While Ereškigal (or Ereshkigal), a goddess said to rule the underworld, now ranks among the best-known Mesopotamian (Sumero-Akkadian) deities, in antiquity, her worship was never very prominent – not dissimilarly to how Hades, who received very little veneration among the ancient Greeks, is much more popular in the devotions of modern polytheists. On this page, I will set such modern developments aside, and attempt to sketch a picture of the goddess as she was seen by the ancients.
2 The meaning and spelling of the name Ereškigal
Ereškigal, like very many Sumerian theonyms, is very transparent in its etymology. It is written using four signs (DINGIR.EREŠ.KI.GAL), each representing one concept:
- 𒀭 (DINGIR) is a determinative: it is not pronounced, but indicates that what follows is a deity’s name.
- 𒊩𒌆 (NIN / EREŠ) is read ereš, meaning ‘lady’.
- 𒆠 (KI) is read ki, meaning ‘earth’ or ‘underworld’.
- 𒃲 (GAL) is read gal, meaning ‘great’.
Taken together, the meaning is ‘Lady of the Great Earth’, or more specifically, ‘of the underworld’. Compare to this the names Enki (EN.KI, ‘Lord of Earth’) or Nikkal (NIN.GAL, ‘Great Lady’); but despite similarities in formation, these deities have no close relation to each other.
In the Greek Magical Papyri, texts from some two millennia after Sumerian ceased to be a spoken language, the name appears as Ereschigal (ερεσχιγαλ), where the ch is pronounced as a hard k. This is treated as a powerful name of Hekate (see, e.g., the Rites of Hekate Ereschigal). Here, s stands in for š (sh) because Greek does not distinguish the two sounds, while the use of the letter Chi (χ), transliterated as ch, is a little more complicated to explain, but reflects no divergence in pronunciation.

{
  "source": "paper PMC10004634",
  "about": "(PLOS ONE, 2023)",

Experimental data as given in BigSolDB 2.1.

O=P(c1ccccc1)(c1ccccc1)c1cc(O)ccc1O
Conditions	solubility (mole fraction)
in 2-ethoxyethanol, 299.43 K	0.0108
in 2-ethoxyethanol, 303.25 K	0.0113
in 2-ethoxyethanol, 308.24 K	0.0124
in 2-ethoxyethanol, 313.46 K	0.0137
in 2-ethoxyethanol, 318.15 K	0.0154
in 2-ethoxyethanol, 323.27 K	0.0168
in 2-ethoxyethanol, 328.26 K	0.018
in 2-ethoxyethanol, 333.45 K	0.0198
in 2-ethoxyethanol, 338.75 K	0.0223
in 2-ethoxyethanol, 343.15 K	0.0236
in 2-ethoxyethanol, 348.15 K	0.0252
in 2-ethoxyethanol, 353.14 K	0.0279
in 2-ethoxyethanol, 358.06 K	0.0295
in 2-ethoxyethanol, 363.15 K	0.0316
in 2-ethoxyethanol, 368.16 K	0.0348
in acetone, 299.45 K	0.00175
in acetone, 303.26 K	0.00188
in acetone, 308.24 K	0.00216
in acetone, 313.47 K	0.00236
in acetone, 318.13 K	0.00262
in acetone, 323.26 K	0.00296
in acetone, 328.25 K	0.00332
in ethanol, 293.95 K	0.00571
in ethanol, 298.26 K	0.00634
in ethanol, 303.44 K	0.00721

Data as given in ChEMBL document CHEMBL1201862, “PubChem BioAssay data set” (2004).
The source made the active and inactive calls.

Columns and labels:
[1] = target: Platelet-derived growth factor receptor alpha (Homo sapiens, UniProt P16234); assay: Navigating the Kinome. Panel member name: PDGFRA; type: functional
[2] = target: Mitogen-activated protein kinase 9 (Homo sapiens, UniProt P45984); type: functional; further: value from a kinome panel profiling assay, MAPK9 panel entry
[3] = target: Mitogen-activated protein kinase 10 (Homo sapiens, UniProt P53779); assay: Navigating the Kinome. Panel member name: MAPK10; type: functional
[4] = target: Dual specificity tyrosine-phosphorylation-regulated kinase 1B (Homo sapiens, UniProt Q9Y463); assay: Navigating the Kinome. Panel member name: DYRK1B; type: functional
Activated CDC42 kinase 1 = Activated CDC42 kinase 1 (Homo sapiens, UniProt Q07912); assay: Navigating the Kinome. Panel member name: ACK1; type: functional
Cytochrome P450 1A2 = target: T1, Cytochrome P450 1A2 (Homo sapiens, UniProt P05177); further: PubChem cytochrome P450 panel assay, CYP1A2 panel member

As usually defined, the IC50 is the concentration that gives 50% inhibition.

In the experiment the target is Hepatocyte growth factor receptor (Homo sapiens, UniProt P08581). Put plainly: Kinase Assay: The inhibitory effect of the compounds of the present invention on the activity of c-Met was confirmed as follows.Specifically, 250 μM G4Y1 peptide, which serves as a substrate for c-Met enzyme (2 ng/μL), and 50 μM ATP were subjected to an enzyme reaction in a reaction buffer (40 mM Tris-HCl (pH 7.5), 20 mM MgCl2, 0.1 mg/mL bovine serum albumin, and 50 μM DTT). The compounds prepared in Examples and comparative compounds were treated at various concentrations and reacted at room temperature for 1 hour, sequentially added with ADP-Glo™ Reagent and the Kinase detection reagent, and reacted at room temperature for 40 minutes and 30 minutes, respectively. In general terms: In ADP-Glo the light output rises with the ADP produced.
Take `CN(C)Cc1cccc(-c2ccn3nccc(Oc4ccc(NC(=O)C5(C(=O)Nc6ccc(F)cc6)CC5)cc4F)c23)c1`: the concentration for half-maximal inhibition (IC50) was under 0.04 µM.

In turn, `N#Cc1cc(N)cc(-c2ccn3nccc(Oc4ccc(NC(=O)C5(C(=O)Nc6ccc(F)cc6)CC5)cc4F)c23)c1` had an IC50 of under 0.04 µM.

Briefly put, ancient χ (transliterated as ch or sometimes as kh) originally, and also in this case, represents the same sound as k in English – an aspirated voiceless velar consonant /kʰ/. The Greek letter Kappa (κ), which we transliterate as k, represents the unaspirated equivalent, /k/, which does not really exist in English.
In short, this is the best representation of the Sumerian pronunciation that is possible in Greek letters, and the fact that the pronunciation was still accurately preserved so late is a testament to the continuity of Sumero-Akkadian learning.
3 Other names of the goddess
allatu, ammatu erşetu, irkalla, irnina
Vgl. den späten Weisheitstext O 175 Vs. 2.4 (s. u.), wo sich die Gleichsetzungen die See = Ereškigal und die See = Asakku, “Tabu” zu finden sind.
4 The family of the goddess
Nungal, Ninazu + family, nerigal